My next step was to assess the image for weaknesses. Here I could see some limited Luminance noise, especially in the clear blue sky. I decided that I needed to do a good job of selective noise reduction to focus on the shadows and on the sky. I did this using the Nik Define filter but I was careful to make my conversion from RAW with no sharpening and only colour noise reduction first. By not sharpening at all I ensured the noise was not emphasised before I applied the noise reduction. I also like to ensure the Nik Define filter is the first luminance noise reduction applied to the image as I have found this works best.
The steps above gave me a nice clean starting position to make my adjustments and convert to Black and White. After the Black and White conversion I used a programme called Topaz Detail which is very good at revealing details hidden in the image. Only once I was happy with this did I resize my image and then apply selective sharpening to the finished image. This gave me a nicely detailed and sharp image that was also very clean in terms of noise. Whilst I don’t yet have the print I can judge how it will look by viewing my image at 50% magnification.I have taken a screen grab of part of the 30inch x 20 inch image zoomed to 50% so you can judge this for yourself.
I also produced a second resized image at 18” on the longest side in order to print on A3+ paper. The resulting print is very detailed, with nice tones and is exceedingly sharp.
I hope information helps you if you are seeking to make larger prints from an LX5 or similar quality compact.
This is just a short post to share that my Viveza book (covering Viveza 2) is now live in the Kindle store on Amazon. It’s priced at USD2.99 which comes out at about GBP1.94 depending on the exchange rate. The book covers all aspects of using the Viveza 2 software and is backed up by image files that can be downloaded from the members’ area of my Lenscraft website.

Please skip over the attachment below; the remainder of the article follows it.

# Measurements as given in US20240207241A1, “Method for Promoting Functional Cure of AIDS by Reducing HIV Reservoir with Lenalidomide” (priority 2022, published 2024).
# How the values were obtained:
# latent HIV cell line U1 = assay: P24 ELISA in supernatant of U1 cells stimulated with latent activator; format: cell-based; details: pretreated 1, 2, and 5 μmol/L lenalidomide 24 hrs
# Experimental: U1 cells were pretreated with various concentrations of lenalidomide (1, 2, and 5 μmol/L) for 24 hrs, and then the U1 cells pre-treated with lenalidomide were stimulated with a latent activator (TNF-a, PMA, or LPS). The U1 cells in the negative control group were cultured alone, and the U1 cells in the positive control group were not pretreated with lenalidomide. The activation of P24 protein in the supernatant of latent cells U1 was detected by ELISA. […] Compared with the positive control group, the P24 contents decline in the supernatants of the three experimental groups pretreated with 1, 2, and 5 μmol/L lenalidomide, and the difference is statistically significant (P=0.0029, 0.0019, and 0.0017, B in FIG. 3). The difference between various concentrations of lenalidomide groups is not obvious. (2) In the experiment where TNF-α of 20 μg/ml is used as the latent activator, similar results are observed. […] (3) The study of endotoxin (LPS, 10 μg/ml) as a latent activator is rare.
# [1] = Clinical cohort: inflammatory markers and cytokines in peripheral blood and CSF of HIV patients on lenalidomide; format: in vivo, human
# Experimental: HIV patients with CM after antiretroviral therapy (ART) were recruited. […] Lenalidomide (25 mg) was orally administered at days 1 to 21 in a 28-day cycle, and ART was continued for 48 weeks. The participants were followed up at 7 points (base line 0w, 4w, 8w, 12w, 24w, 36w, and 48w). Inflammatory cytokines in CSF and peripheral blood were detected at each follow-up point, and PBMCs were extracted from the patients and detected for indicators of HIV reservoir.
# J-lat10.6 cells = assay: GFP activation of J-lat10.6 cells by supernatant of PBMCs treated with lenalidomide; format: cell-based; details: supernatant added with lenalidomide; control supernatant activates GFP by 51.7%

If you have never tried Viveza I can promise that it will speed up your image editing hugely and that it’s well worth trying the 15 day free trial from the Nik website. My book would of course help you get more out of the evaluation – but then I’m biased.
After the very relevant question from Paul I thought it best to add this link to the Free Kindle Reader download on Amazon as it’s not easy to find.
More Lightweight Photographer posts next week.
I haven’t been posting too much over the past couple of weeks. To be totally honest my time has been going into the new Nik Viveza book I have been writing for the Kindle. I have however been asked a question and I feel compelled to answer even though time is short at the moment. The question is “what’s so special about the LX5, after all it’s only a compact camera”.
I thought I would respond by listing my key likes here (this is only a limited list):
- The exceptionally sharp lens – the lens is fantastic and can resolve a great deal of detail in the images captured. If you are shooting in JPG, a lot of the detail can be lost as the noise reduction tends to be a little too aggressive and the sharpening not quite sufficient. Images captured in RAW format are however a completely different proposition and you can pull so much detail and sharpness from the files.
- The fast aperture – this allows you to shoot in low light conditions that would make you pack up your DSLR. You can handhold indoors with acceptable shutter speeds even at relatively low ISO. The LX5 can’t compete with larger sensor cameras in terms of noise but the fast aperture means you can usually keep the ISO low. Even wide open at f/2.0 the lens produces excellent results.
- RAW Capture – Capturing your images in RAW is essential if you want to create a high quality image. The LX5 only has a 10Mpixel count but when used correctly you can produce a superb A3+ print. By shooting in RAW you can apply the correct level of noise reduction, sharpening and enjoy a much higher dynamic range than with JPG files.